·         Block 4: Kherbit Al Jabal.

·         Block 3: Wadi Al Jouz, Shu'ab Al Dahur     

Beit Iksa:

·         Block 6: Hareqat Al 'Aqab, 'Ein Al 'Aleiq, Zaquq Al Huseni.

·         Block 7:Thaher Badu, Nabus Hatab.

·         Block 8: Hareqat Al 'Arab, Qat'at Atbeesh.


·         Block 3: Arjaman.

Neve Sameul

·         Block 2: Thar 'Imran.

2.     I announce by that the above mentioned lands are seized for military reasons

3.     The IDF seize the lands and have an absolute control over it that is given to the officer of the central command officer of lands who is responsible in the ministry of defense.

4.     These copies are to be given by the District Co-ordination Office ''The DCO'' of Ramallah to the owners of land.

5.     A) The announcement of this order to be distributed to land owners through the DCO in Ramallah district, hanging them on trees at Palestinian lands and farms or by any mean possibel
B) In the announcement, a visit paid by the DCO in Ramallah to be announced for the sake of acquainting the land.

6.     Copies are found with maps for those who are interested in the following places:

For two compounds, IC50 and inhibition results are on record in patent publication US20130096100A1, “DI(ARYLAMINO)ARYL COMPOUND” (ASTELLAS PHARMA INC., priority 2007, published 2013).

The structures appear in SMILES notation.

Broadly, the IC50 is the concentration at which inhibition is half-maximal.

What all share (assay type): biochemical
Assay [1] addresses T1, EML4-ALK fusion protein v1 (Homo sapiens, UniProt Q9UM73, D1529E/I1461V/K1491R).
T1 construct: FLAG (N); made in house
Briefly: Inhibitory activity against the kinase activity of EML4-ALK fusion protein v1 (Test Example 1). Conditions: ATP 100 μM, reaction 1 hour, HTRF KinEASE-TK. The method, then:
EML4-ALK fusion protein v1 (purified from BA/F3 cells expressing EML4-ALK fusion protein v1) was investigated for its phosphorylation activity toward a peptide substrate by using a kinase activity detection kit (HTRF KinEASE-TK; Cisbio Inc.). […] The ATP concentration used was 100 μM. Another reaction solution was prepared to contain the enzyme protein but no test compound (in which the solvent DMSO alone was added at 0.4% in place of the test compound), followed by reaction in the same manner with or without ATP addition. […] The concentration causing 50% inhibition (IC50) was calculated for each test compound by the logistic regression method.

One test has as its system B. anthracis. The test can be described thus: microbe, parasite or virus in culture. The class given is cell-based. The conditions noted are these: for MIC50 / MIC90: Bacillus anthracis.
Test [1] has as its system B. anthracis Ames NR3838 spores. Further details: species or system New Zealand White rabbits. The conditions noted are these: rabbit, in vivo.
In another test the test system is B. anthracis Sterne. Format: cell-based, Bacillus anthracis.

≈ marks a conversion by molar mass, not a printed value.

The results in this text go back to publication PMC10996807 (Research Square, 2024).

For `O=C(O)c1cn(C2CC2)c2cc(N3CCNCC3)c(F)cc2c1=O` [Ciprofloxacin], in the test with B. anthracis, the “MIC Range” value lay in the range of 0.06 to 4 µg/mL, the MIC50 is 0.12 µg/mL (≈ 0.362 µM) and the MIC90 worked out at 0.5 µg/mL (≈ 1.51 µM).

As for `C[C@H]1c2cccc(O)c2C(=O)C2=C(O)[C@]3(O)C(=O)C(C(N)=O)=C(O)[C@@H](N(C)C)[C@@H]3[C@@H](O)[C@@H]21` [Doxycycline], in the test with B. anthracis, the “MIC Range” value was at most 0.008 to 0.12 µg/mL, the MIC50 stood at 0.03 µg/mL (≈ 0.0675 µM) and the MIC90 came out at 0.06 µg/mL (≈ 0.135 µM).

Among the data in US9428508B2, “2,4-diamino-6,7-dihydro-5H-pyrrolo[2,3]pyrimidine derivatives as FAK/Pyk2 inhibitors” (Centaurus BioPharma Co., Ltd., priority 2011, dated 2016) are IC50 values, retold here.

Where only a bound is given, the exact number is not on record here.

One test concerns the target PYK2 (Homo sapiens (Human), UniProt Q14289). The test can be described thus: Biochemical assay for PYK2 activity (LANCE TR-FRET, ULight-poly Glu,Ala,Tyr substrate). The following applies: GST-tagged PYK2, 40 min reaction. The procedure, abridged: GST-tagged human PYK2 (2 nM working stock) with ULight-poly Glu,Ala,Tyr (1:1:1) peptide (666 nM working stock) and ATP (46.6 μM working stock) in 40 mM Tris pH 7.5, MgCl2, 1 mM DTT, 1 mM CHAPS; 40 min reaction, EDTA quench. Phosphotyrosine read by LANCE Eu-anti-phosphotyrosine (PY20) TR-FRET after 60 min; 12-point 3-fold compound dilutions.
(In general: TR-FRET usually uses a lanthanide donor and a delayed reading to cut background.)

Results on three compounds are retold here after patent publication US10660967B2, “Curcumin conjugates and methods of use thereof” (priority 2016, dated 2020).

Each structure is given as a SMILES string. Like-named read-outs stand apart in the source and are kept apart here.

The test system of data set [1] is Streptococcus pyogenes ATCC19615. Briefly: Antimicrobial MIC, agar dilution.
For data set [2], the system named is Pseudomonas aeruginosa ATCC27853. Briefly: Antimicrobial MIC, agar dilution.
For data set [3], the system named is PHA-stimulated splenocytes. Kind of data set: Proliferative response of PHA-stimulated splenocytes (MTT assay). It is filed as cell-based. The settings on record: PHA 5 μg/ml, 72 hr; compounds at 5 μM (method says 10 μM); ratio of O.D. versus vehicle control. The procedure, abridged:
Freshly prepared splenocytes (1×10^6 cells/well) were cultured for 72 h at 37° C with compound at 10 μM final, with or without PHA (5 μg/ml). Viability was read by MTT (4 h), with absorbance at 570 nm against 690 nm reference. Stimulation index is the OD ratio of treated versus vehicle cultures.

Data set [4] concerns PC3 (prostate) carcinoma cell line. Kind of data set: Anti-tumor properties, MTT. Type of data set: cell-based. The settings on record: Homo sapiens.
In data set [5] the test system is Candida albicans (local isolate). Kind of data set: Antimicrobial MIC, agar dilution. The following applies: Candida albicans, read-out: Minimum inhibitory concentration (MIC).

·         DCO of Ramallah.

·         Offices of the Juridical advisor in the region

·         The office of commander responsible in the ministry of defense in the civil administration.

·         Office responsible of absentee and public lands in the civil administration.   

7.     Owners of land have the right to object the order in 7 days after the visit mentioned in item (5.A) through the DCO in Ramallah or through the judicial advisor of the area.

8.     The Validity of this order starts at the date signed till 31/12/2007.

9.     The name of this order is: ''Order to seize lands n0 04/76/T (Judea & Samaria) 2004.

Mosheh Kaplenski
Chief Commander of The Israel Defense Forces in Judea & Samaria
18/25/2004                                     -Sign






1.     Gov't agrees to reroute security fence. Retrieved 05 08, 2006, from Haaretz Jerusalem
Post Daily Newspaper,Website:


2.     (2006, 04 26). Acting PM orders to speed up Jerusalem fence construction. Retrieved
08 05, 2006, from Haaretz Daily News paper Web site:

3.     (2006, 05 04). عزÙ? تجÙ?عات Ù?Ù?سطÙ?Ù?Ù?Ø© Ù? Ø¥Ù?رار خطة ضÙ? اÙ?Ù?دس . Retrieved 08 05, 2006, from
Applied Research Institute – Jerusalem Web site:
 (2006, 04 30). Israel's Security Fence. Retrieved 06 05, 2006,
from Israeli Ministry of Defence Web site:

4.     (2006, 02 01). Access to Jerusalem â?? New Military Order Limits West Bank Palestinian
Access. Retrieved 05 08, 2006, from United Nations Information Web site:





Prepared by
The Applied Research Institute – Jerusalem



Categories: Confiscation